This is a popular hangout during mild summer evenings and one of the most beautiful and popular piazzas in Rome.
The church is medieval, and it is famous for stunning mosaics with few equals in Rome.
As you enter, your eye is drawn to the mosaics on the apse at the back of the main altar: the central part is Byzantine in style and shines in golden tones thanks to the many golden mosaic tiles that draw the incredible image of the Christ, Mary and several Popes.
Under the central mosaic, a series of smaller mosaics represent scenes from the life of the Virgin.
Art lovers will particularly cherish these smaller mosaics as they represent a rarely seen moment of passage between a more ancient iconography and one that will become dominant in the centuries to come.
Trastevere’s cobbled streets (vicoli)
Trastevere has many scenic small streets with cobbles, traditional houses and beautiful greenery.
Many of them are called ‘vicoli’: this is a generic Italian word to indicate small streets and it appears in the name of many of the roads in this area.
Some worth seeking out are Vicolo del Piede, Vicolo del Cinque, Via Titta Scarpetta, Via dell’Arco di San Calisto but the list is long.
To enjoy them, I recommend coming to this area with a bit of time on your hands and let the place guide you.
You cannot go wrong and, no matter where you end up, big Viale Trastevere is usually close enough for you to find your bearings again soon. You won’t stay lost for long!
Basilica di Santa Cecilia church
The basilica of Santa Cecilia is a beautiful church in a quiet area of Trastevere.
Often ignored by tourists, who tend to gather around Piazza Trilussa instead, Santa Cecilia is a real Rome hidden gem.
In front of it, you have a pretty garden that works as a sort of green entrance into the church.
Inside, you find a beautiful altar and frescoes and, open to prebooked visits only, a stunning crypt dating from Roman times and incredible frescos by Cavallini representing the Last Judgement.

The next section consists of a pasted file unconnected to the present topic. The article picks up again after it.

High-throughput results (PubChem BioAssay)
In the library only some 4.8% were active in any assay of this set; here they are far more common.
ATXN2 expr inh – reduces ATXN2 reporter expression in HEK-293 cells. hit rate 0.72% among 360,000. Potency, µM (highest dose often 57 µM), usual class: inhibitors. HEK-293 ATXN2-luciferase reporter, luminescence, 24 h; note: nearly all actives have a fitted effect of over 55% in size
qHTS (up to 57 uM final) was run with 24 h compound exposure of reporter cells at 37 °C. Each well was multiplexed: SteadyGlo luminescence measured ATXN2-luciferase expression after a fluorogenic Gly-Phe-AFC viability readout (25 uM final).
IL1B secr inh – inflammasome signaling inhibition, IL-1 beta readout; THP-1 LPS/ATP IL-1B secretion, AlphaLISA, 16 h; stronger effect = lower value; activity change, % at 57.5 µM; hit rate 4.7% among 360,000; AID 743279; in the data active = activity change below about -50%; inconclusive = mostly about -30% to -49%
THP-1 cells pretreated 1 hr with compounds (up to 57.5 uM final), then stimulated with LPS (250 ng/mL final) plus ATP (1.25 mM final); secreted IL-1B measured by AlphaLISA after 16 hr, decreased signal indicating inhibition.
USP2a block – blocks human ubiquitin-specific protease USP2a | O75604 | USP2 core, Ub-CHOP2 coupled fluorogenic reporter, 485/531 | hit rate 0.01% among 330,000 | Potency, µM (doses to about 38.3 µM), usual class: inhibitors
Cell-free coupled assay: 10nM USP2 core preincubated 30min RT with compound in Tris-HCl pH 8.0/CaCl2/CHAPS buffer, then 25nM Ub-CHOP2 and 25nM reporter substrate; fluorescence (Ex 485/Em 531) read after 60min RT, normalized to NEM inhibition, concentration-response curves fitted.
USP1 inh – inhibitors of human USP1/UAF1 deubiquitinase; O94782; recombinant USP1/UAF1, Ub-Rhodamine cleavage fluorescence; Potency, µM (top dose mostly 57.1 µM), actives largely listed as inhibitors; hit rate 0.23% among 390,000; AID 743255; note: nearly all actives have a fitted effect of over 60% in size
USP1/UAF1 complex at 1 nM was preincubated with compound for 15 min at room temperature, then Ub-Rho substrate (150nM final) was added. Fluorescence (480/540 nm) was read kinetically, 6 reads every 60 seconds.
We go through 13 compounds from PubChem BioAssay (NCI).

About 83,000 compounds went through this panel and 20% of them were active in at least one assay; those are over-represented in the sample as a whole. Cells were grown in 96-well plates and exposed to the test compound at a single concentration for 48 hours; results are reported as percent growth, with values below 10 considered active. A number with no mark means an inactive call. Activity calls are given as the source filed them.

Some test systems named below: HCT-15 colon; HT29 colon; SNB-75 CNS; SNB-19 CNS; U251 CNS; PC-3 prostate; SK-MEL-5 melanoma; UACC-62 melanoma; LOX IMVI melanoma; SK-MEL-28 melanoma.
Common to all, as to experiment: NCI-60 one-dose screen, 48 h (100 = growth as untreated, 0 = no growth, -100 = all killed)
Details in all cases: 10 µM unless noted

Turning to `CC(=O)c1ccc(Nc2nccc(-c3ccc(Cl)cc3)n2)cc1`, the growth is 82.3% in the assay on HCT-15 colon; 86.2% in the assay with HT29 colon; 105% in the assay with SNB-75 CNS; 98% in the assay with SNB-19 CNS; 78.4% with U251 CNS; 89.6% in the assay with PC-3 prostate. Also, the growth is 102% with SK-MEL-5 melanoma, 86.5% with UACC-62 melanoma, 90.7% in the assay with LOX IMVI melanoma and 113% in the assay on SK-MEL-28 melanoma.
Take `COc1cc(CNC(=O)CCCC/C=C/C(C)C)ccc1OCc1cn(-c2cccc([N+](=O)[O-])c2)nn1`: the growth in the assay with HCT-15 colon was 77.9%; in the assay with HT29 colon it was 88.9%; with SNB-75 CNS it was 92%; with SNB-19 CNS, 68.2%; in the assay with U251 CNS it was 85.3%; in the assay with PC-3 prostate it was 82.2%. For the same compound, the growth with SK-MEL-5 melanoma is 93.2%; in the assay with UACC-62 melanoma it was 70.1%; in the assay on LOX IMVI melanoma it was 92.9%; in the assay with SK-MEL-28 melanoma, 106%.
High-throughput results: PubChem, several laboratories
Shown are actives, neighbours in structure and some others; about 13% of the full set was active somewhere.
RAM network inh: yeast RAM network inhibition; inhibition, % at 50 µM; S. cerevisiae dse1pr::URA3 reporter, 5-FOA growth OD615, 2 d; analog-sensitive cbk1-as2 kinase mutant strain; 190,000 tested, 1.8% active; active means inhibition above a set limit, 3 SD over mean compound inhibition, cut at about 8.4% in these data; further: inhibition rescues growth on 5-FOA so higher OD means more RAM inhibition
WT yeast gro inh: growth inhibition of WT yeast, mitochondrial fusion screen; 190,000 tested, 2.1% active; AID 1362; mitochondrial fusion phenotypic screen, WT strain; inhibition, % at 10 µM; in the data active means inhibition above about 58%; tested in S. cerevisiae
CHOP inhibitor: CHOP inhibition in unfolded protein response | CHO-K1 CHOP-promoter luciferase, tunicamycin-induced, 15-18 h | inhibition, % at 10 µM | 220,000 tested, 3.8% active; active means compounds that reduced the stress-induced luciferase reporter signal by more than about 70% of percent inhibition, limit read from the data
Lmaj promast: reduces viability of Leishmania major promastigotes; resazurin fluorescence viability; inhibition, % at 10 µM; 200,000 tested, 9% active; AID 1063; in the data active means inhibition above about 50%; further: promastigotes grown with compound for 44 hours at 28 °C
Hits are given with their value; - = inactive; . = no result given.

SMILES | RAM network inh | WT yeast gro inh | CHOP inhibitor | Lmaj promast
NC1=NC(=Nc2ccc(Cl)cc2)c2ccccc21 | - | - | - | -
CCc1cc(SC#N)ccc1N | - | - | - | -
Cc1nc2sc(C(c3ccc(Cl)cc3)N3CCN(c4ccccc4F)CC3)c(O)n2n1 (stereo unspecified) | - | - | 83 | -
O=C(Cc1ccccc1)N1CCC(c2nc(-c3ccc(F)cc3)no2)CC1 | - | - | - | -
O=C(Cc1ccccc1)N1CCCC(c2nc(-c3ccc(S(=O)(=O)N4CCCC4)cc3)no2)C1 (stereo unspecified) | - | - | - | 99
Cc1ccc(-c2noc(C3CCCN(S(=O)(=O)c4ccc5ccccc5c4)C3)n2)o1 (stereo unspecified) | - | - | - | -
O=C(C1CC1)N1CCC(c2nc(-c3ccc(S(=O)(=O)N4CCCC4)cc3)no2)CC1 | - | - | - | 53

The church is one of the most beautiful in Rome and one of the most surprising: if you are an art lover, the visit to the crypt and the frescoes is a must but even just a wander around the church is worth it.
You can find contact info and address here
Trastevere is one of the rare areas in Rome where you still find artisan shops and workshops.
Near Santa Cecilia, there is a great artisan leather workshop, excellent if you want to buy bags, and you can visit a stunning stained glass laboratory, which is unique.
Close to the botanical gardens, there is a fantastic mosaic shop and workshop worth seeing ad perfect for souvenirs.
These are all lovely addresses if you want to bring home a special Rome souvenir.
San Francesco a Ripa church
Farther down the road, you find in this area another beautiful church, that of San Francesco a Ripa.
This is particularly worth seeing if you love art as it has the Extasis of the Blessed Ludovica by Bernini, an annunciation by Salviati and the ashes of De Chirico.
Porta Portese market
At the far end of Trastevere if coming from Rome city center, you also find Port Portese, Rome’s historic market.
The market happens every Sunday, it is large and, in the past, it was a place of great charm and bargains.